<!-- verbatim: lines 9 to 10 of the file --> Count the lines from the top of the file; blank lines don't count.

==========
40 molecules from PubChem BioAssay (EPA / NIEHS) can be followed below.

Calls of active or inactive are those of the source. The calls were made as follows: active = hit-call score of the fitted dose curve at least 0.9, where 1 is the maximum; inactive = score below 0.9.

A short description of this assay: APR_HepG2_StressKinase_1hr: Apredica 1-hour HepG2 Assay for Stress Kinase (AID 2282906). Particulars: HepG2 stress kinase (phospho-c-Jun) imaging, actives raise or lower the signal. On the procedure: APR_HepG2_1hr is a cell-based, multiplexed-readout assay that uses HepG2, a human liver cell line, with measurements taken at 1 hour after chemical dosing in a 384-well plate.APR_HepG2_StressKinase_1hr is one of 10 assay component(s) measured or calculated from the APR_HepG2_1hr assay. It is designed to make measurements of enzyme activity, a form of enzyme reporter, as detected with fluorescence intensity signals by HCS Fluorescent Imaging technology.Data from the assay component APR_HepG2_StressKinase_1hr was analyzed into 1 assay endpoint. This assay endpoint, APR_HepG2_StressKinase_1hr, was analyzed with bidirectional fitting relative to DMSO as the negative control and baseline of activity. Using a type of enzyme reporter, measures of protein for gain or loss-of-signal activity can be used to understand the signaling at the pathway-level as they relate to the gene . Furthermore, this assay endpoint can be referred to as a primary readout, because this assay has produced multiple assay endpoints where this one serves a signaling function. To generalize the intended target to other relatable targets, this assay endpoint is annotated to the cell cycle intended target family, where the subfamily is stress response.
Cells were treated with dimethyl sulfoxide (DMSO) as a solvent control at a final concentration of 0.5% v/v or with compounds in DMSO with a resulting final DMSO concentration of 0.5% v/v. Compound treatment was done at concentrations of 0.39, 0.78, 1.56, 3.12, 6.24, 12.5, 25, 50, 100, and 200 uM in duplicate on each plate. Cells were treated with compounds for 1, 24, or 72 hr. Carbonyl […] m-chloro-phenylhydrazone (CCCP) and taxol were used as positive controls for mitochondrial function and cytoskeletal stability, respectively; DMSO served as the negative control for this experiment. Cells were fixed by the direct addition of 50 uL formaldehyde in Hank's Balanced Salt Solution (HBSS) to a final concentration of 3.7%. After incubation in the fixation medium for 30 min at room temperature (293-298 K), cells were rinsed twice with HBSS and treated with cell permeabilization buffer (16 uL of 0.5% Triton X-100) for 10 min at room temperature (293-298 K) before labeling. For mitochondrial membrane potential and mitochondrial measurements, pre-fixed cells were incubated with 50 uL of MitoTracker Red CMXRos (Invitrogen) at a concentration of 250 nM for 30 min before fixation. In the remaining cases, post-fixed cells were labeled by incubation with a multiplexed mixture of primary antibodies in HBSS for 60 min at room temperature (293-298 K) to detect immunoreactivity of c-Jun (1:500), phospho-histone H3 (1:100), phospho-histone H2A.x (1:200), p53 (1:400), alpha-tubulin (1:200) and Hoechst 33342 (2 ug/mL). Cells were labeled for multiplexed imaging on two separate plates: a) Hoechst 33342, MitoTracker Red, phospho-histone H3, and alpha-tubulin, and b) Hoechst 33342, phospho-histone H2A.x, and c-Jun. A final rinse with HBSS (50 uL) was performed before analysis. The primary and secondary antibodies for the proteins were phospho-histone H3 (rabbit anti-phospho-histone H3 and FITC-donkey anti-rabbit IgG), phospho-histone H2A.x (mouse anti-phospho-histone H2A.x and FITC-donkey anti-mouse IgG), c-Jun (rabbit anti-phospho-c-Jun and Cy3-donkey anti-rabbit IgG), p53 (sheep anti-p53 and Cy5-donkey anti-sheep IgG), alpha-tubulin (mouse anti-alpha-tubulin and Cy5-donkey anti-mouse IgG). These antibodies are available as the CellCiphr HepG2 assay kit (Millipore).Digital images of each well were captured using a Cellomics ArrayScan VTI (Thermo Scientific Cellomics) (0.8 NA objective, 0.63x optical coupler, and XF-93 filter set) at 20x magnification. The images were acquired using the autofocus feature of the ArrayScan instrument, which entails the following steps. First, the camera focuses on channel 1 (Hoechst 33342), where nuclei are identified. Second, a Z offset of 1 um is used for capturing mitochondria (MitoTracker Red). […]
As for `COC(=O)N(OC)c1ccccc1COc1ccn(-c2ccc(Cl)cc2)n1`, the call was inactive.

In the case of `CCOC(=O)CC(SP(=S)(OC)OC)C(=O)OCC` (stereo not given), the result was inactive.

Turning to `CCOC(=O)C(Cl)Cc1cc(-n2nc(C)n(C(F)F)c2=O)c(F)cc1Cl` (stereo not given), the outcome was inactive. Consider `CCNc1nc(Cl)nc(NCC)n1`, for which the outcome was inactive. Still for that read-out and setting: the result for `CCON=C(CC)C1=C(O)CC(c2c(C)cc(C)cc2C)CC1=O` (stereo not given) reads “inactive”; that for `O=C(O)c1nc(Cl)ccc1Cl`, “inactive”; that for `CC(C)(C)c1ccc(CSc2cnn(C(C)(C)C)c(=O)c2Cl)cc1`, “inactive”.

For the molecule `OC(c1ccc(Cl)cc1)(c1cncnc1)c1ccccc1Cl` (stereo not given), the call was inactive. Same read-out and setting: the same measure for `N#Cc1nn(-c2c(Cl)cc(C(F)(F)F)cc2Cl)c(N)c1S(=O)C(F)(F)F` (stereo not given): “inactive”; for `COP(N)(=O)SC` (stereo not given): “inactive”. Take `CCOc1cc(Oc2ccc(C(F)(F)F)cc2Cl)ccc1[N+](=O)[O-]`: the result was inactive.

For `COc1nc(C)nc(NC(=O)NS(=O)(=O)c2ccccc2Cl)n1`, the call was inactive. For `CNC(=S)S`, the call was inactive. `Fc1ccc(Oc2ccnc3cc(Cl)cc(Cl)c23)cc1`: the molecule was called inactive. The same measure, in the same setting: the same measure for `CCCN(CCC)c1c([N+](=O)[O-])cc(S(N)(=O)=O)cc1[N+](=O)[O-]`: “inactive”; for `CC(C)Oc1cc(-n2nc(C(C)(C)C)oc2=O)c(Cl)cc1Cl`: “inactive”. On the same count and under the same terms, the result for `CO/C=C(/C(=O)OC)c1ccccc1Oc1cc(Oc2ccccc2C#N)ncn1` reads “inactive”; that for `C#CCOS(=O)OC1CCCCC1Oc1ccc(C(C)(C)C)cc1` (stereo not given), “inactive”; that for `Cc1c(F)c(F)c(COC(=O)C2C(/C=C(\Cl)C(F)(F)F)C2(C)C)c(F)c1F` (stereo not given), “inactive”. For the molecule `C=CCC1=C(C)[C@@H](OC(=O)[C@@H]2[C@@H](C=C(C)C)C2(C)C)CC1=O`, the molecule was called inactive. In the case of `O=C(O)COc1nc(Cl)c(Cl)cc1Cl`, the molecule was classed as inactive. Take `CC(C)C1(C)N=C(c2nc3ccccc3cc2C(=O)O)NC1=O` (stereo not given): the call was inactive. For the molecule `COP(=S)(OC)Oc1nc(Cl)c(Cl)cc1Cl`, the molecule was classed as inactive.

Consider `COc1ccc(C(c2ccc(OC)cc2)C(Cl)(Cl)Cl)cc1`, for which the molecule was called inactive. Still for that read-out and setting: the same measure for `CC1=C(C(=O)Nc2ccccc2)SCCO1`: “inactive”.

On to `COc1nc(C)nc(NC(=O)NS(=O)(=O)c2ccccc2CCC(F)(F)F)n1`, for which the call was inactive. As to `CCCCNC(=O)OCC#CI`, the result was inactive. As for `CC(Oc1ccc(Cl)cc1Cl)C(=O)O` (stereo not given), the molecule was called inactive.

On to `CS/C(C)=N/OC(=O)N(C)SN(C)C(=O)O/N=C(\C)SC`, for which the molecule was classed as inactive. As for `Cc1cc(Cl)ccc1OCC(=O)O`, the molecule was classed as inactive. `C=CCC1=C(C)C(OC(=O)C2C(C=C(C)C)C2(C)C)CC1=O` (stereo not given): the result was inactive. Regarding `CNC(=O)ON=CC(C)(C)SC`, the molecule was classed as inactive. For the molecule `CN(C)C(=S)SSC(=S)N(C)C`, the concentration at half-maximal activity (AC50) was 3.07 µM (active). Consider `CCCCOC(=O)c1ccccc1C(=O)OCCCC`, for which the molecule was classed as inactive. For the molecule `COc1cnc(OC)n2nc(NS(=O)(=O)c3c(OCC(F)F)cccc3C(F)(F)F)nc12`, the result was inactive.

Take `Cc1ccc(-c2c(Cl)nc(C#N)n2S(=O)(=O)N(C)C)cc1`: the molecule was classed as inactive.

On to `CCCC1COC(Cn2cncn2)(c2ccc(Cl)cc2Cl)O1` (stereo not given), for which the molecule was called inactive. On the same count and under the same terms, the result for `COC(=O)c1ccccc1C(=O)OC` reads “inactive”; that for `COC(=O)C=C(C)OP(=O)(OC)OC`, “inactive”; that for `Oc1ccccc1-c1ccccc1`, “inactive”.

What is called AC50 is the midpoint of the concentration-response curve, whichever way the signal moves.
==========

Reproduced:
For `COc1nc(C)nc(NC(=O)NS(=O)(=O)c2ccccc2Cl)n1`, the call was inactive. For `CNC(=S)S`, the call was inactive. `Fc1ccc(Oc2ccnc3cc(Cl)cc(Cl)c23)cc1`: the molecule was called inactive. The same measure, in the same setting: the same measure for `CCCN(CCC)c1c([N+](=O)[O-])cc(S(N)(=O)=O)cc1[N+](=O)[O-]`: “inactive”; for `CC(C)Oc1cc(-n2nc(C(C)(C)C)oc2=O)c(Cl)cc1Cl`: “inactive”. On the same count and under the same terms, the result for `CO/C=C(/C(=O)OC)c1ccccc1Oc1cc(Oc2ccccc2C#N)ncn1` reads “inactive”; that for `C#CCOS(=O)OC1CCCCC1Oc1ccc(C(C)(C)C)cc1` (stereo not given), “inactive”; that for `Cc1c(F)c(F)c(COC(=O)C2C(/C=C(\Cl)C(F)(F)F)C2(C)C)c(F)c1F` (stereo not given), “inactive”. For the molecule `C=CCC1=C(C)[C@@H](OC(=O)[C@@H]2[C@@H](C=C(C)C)C2(C)C)CC1=O`, the molecule was called inactive. In the case of `O=C(O)COc1nc(Cl)c(Cl)cc1Cl`, the molecule was classed as inactive. Take `CC(C)C1(C)N=C(c2nc3ccccc3cc2C(=O)O)NC1=O` (stereo not given): the call was inactive. For the molecule `COP(=S)(OC)Oc1nc(Cl)c(Cl)cc1Cl`, the molecule was classed as inactive.

Consider `COc1ccc(C(c2ccc(OC)cc2)C(Cl)(Cl)Cl)cc1`, for which the molecule was called inactive. Still for that read-out and setting: the same measure for `CC1=C(C(=O)Nc2ccccc2)SCCO1`: “inactive”.